[This is an excerpt from an article published in October 2018 in The Round Table: The Commonwealth Journal of International Affairs.]
Language of Crisis
Today the economic stakes of Brexit are described by all parties using language of crisis, which begs the question of why economic associations are so crucial to these debates. ‘Dear loaf’ policies refer to economic (especially tax and tariff) policies which function on the premise of maintaining low prices for basic foodstuffs in order to maintain a stable working class and voter support. However, as authors such as Eva Namusoke have so thoroughly documented, there are layers beyond economics in any discussion of the Commonwealth in contemporary British politics, which often tend towards nostalgic and whitewashed views of the so-called Old Commonwealth. Imperial nostalgia can be a potent force for underscoring national prestige, or garnering support for a government coping with a loss of global hegemony. While this sort of nostalgia is far from novel, in a world where Britain is no longer a global hegemon and exerts less influence than it might wish in the workings of the EU, it is easy to see how imperial nostalgia has proven so tantalising to the UK’s more nationalistic political groups.
Modified memories of the Commonwealth which emphasise a hierarchical structure, with the UK in a leadership role as ‘first among equals’, are central to the Brexiteer rhetoric. Consider, for example, the claim by one Leave campaigner that: ‘Free market economics was pioneered by Anglo-Saxons and economic freedom has been proven to facilitate economic growth, development, prosperity and freedom, which alleviates poverty and creates more equality of opportunity’. While framed in neoliberal economic terms, such claims evoke UK leadership in both economic and racial terms, entwining narratives of economic prosperity with those of enlightenment and progress.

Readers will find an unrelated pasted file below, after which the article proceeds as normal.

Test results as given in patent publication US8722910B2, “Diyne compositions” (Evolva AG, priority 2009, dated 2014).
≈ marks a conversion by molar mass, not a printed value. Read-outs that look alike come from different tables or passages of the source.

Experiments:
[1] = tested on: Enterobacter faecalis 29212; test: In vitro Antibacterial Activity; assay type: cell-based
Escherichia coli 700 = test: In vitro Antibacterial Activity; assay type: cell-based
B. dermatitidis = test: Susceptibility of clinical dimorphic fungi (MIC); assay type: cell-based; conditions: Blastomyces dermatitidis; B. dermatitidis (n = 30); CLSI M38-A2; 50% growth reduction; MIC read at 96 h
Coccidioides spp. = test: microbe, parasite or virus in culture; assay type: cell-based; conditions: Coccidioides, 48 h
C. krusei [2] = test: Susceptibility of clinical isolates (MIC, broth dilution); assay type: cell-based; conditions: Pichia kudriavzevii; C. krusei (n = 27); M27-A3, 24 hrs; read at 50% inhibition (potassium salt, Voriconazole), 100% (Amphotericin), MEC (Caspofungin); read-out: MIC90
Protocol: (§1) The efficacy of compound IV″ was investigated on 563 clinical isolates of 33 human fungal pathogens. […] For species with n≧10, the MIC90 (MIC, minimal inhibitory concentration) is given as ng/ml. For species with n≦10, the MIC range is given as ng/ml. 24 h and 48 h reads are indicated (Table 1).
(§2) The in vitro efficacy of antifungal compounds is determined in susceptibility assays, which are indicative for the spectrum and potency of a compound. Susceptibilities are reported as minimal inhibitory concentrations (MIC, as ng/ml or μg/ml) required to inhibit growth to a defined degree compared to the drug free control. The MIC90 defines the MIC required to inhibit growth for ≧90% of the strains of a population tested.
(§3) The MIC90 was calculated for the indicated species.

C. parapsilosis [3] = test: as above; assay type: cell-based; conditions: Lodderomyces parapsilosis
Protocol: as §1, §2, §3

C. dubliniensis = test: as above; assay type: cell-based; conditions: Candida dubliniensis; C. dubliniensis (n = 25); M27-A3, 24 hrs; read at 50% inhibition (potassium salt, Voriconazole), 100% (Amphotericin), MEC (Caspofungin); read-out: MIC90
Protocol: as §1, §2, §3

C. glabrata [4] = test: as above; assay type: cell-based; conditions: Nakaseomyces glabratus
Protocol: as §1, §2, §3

Such evocations delve into the emotionally charged realm of identity politics, though frequently masked in economic terms. Idealised memories of the Commonwealth allow racially demarcated policies and imperial nostalgia to be cast in progressive terms concerning Commonwealth trade and cooperation, while overlooking the majority of the organisation’s membership. Commonwealth economics, then, serve multiple purposes in Brexiteer rhetoric, from masking xenophobic policies, to emphasising the strength and centrality of Britain.
Contemporary rhetoric concerning Commonwealth economic coordination misrepresents the British attitude towards the Commonwealth leading up to the Ottawa Agreements, the last and most comprehensive instance of such coordination. For the UK, the 1920s were a period of economic malaise. The demobilisation of troops and industry and significant war debts slowed recovery from the First World War, and left a persistent level of unemployment in the UK. British economic policy across party lines was focused on unemployment relief measures at home and promoting free trade abroad. Based on assumptions of Britain’s strength as a free-trading export economy, British domestic, international, and imperial economic policy aligned to these two central goals. Domestically, public works projects, settlement of vacant land, industrial reorganisation, and unemployment insurance were key. Internationally the UK worked towards the return of gold standard currency and the perceived financial stability and recovery this would bring, in addition to advocating freer international trade and removal of the many wartime impediments to trade.
Imperial policies very much echoed these priorities, and are best summed up in the words of Australian statesman Stanley Bruce. In the opening session of the 1923 Imperial Economic Conference, Bruce described the priorities of the soon-to-be Commonwealth as ‘men, money, and markets’, which in practical terms were programmes of imperial settlement, imperial investment and development, and facilitated trade through preferential tariffs.
[Preston Arens is with the Department of History, University of Waterloo, Waterloo, Canada.]
Eva Namusoke (October 2016) – A Divided Family: Race, the Commonwealth and Brexit